200 years of policing - looking to the future
The PDRM (Polis DiRaja Malaysia) will celebrate on Sunday 200 years of policing, and we must acknowledge and thank their work in serving and protecting our communities.
The job of a police officer is definitely a challenging, thankless one. It is sad that the police do not get the trust and support that they need to be effective in preventing and solving crimes. The community at large should take this time to become aware of what the police do for us.
That said, this 200-year anniversary is also a great opportunity for the police and the community to reflect on what can be done to improve policing and public safety in this nation. By changing the focus towards community-based policing and prevention of crime rather than solving of crimes, much more work can be accomplished.
The present IGP (inspector general of police) has done a lot to motivate the police to become more effective and professional. The federal government is responding to the challenge and improving police infrastructure and equipment so police operations can be more effective.
Now is the time to review a few important points:
First, the lack of trust and confidence that the public has in the police force needs to be addressed. It is totally unfortunate that many simply do not respect police officers and dismiss them so easily. Accusations of corruption and laziness are serious ones, and not something to be thrown out as a joke.
Second, let us be frank. Who among us would wish to make policing a career? The job is hard and thankless, and the salary that police officers receive (RM600 a month to start with) is a true embarrassment to the police officers and the community.
Even if the police officers receive cost of living allowances and housing, there is no justification for such a poor salary. The police need to be treated with respect and the first thing that should be done is to raise their starting salary to a reasonable living wage. With a higher salary, there will be more demand for police jobs, allowing the police to select better, high-quality candidates. Respect for the force will increase as service quality increases.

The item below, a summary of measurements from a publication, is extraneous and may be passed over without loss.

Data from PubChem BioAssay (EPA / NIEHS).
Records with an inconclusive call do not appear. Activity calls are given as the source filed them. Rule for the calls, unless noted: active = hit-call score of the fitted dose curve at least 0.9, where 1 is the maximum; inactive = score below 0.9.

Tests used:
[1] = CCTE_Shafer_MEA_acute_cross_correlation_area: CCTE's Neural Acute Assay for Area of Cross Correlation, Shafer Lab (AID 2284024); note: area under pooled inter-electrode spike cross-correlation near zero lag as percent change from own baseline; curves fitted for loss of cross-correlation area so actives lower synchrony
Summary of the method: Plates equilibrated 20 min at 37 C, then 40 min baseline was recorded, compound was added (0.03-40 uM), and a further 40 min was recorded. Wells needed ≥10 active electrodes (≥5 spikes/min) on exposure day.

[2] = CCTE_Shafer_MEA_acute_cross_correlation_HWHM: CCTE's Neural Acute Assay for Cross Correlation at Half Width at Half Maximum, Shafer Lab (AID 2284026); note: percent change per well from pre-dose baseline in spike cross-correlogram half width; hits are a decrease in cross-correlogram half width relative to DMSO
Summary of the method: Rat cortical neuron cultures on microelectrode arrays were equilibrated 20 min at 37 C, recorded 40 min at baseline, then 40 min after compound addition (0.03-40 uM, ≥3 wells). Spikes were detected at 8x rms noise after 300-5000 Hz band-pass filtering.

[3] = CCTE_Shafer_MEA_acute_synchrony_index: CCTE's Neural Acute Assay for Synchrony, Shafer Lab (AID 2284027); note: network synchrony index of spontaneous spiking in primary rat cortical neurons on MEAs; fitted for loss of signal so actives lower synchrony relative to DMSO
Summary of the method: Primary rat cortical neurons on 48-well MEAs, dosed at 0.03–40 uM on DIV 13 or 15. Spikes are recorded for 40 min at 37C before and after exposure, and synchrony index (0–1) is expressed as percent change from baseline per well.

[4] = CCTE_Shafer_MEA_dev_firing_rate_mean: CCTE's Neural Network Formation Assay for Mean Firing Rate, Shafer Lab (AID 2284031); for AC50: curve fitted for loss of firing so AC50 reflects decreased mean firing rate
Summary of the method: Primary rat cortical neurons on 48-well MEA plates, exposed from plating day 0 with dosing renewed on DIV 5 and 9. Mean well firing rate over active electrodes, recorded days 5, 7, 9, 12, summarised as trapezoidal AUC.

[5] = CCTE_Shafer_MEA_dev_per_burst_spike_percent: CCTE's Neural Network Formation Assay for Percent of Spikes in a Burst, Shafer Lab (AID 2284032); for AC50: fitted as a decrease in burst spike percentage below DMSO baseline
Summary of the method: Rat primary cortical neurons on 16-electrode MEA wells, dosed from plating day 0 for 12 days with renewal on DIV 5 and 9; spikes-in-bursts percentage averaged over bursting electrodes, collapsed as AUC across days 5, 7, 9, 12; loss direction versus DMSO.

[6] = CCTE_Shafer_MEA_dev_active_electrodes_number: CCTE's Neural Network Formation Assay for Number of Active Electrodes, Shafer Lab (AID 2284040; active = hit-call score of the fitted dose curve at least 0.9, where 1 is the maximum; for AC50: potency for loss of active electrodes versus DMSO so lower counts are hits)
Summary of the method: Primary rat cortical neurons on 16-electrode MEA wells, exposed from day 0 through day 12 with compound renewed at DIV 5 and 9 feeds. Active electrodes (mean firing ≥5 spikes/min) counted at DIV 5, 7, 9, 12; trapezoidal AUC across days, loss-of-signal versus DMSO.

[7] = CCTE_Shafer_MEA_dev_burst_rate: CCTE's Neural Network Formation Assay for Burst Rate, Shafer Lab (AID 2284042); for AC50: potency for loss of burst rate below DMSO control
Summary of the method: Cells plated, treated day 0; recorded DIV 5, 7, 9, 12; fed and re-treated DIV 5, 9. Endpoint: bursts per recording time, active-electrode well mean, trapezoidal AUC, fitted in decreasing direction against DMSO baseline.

The focus of policing in Malaysia has shifted to solving crimes rather than preventing them. It should be the other way around. Police officers who work within the community will be far more effective than those who just solve crimes. To accommodate the shift to community-based policing, more officers need to be on the street.
The police should create a civilian corp to handle office tasks, files and paperwork. Perhaps some unemployed university graduates can be retrained to do these jobs effectively so that the police officers can spend their time on the street.
Interaction is the best way to prevent crime in the community. The Subang Jaya district police officers are taking great strides in this area, and improvements have been seen.
We should realise that to maximise interaction (and therefore, crime prevention), the police should be walking, first and foremost. If they need to cover more areas, bicycles and motorcycles will be effective. Police patrol cars should be the last and least important of the tools used by the police to keep watch on crime in the community.
We are all looking towards the day when our police officers are hailed for being effective at crime prevention as well as solving crimes. Like many in the community, I hope that the police will move forward and that the next 200 years will be even better for all except real criminals.